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Can We Be Changed?

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Forgiveness

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Communion: Forgiveness

Sermon Transcript by Rev. Ernest O’Neill

The problem is what you and I in our generation think is forgiveness of sins. We don’t see forgiveness as it really is and like so many things in our world, we’re losing touch with reality because we’re losing a sense of what truths really are. So all of us probably suffer from a total misconception of what forgiveness is. Let me give you an example that we’ll all know immediately and will sympathize with. You have a roommate or you have a husband or a wife or a friend, someone who lives with you, and one day they just burst out in a show of bad temper and criticize you and tear you apart. So there’s coolness between you for the next couple of days and they come to you and say “I’m sorry, forgive me.”

You of course want the relationship to be right and you forgive them. It goes on like that for a week or two weeks and then once more they burst out in a show of temper and they tear you apart and they criticize you and there’s coolness between you for the next two days. And they come again and say “I’m sorry, will you forgive me.” And you say “Yes, I will” because you want the relationship. It’s a little harder this time because you forgave them last time and it was right from your end but it didn’t seem to give them any ability to stay right with you. But you still say “I forgive you.” It goes alright for another two weeks and they burst out again in bad temper and they criticize you and they tear you apart and there’s coolness for the next two days. Then they come to you and they say “I’ sorry, will you forgive me?” Well you don’t know what to do; you just don’t know what to do.

We’ve all been in the same boat; of course we want to forgive them because we want things to be right between us as they used to be. But we begin to wonder in our minds is this forgiveness? I forgive him or her but what use is it if our relationship is going to continue going through these agonizing crises? Isn’t there something inside your heart that says “I want to forgive them, but I want a relationship. I want a relationship of love. I want a relationship that is continuous. I want a relationship of peace. I want a good friend here whom I feel I can really trust. It seems to me that there’s something that needs to be done in their heart that will enable them to walk free from this bad temper otherwise it doesn’t matter how often I forgive them; our relationship is going to be like that.”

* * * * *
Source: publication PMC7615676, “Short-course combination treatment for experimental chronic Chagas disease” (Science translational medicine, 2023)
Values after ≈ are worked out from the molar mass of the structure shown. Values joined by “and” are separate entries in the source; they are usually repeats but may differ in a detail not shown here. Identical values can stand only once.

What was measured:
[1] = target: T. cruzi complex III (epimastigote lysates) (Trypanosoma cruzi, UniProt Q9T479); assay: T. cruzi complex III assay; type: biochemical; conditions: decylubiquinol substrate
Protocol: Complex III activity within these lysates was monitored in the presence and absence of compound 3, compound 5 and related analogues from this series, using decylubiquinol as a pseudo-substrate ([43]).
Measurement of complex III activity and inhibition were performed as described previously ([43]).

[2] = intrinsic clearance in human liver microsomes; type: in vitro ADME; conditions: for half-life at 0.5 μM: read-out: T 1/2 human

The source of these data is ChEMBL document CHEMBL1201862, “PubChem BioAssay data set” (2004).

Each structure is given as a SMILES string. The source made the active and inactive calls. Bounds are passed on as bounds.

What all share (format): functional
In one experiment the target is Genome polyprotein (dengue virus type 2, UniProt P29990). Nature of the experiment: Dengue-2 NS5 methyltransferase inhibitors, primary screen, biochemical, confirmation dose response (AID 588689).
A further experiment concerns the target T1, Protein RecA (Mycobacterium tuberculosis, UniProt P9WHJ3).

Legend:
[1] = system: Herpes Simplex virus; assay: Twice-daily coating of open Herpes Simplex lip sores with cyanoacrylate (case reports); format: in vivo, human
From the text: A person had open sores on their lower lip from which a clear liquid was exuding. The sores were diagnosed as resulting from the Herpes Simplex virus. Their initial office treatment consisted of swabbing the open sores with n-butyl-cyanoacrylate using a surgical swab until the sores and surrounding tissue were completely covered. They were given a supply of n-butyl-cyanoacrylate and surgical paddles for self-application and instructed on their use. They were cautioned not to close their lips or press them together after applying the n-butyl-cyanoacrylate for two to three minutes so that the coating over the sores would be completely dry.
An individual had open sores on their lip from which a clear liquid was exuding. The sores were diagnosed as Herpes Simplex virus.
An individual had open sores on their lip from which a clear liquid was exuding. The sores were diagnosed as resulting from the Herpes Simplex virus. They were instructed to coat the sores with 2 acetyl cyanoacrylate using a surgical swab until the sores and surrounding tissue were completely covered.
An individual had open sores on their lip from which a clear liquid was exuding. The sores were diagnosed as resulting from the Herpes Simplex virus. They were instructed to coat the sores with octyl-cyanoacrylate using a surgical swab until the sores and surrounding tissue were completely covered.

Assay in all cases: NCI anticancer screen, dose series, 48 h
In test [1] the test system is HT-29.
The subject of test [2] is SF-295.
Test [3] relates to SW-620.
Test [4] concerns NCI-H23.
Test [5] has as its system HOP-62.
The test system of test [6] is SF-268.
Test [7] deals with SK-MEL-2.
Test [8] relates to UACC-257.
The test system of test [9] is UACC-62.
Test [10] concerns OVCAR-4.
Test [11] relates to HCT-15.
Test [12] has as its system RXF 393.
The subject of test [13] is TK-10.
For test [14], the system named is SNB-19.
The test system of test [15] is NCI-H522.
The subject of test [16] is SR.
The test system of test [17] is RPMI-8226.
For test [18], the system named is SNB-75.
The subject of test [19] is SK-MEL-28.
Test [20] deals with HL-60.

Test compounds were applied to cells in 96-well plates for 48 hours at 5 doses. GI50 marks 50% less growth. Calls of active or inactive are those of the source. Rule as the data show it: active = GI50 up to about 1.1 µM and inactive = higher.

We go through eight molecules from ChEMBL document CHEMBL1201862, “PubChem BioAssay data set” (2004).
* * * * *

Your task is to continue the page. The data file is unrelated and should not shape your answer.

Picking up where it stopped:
And gradually you must admit in your own heart you begin to sense that your relationship is going to sink to a superficial level because bit by bit you’re going to feel in your heart that it doesn’t matter how often you forgive these people because any minute they could burst out against you again. And whatever you say, deep down in your heart, even though you want to forgive them and you do forgive them, deep down in your heart there’s a growing uneasiness. There’s a feeling inside you that this relationship is not very intimate, it’s not very trustworthy and it’s not very dependable. And surely, bit by bit you begin to question what you mean by forgiveness. And you begin to say “Now is this forgiveness? Or if I do keep on forgiving them is it not just indulgence of sin that I’m involved in? Is it not just encouraging them to think that it doesn’t matter how often they burst out in temper, it doesn’t matter how often they lose patience with their friend, that’s the way life should be.“ And is it not true that most of us would start examining whether forgiveness is possible where they is no change in the other person’s attitude to you—that it’s permanent?

Loved ones, do you not think that’s what runs right throughout our legal system? Do you not think

that’s why we’re all concerned about it? We all rise to the idea of forgiveness, but we feel that there’s something wrong with the kind of forgiveness that we’ve just outlined because it looks to us very like indulgence. It looks very like carelessness about morality. Eventually do you not think that if you carried on that way, if for instance you substituted criticism of you or stealing your money for bad temper, do you not think you’re beginning to indulge in the same amorality as the person who has sinned against you?

In other words does there not come a time when you’ve forgiven so often that actually you’re just teaching people to ignore standards? Certainly you must admit that if you were doing it with a child, and I know it as an ex-school teacher, there’s no doubt in your mind that you’d be teaching them to be amoral. You’d be teaching them, “Son, it doesn’t matter how often you lose your temper, it doesn’t matter how often you criticize, it doesn’t matter how often you steal, I forgive you; you’re ok.” And I know from my experience the dear kid takes full advantage of that. He just keeps going one way and probably we’ve all seen homes that have ended up in a mess because of that.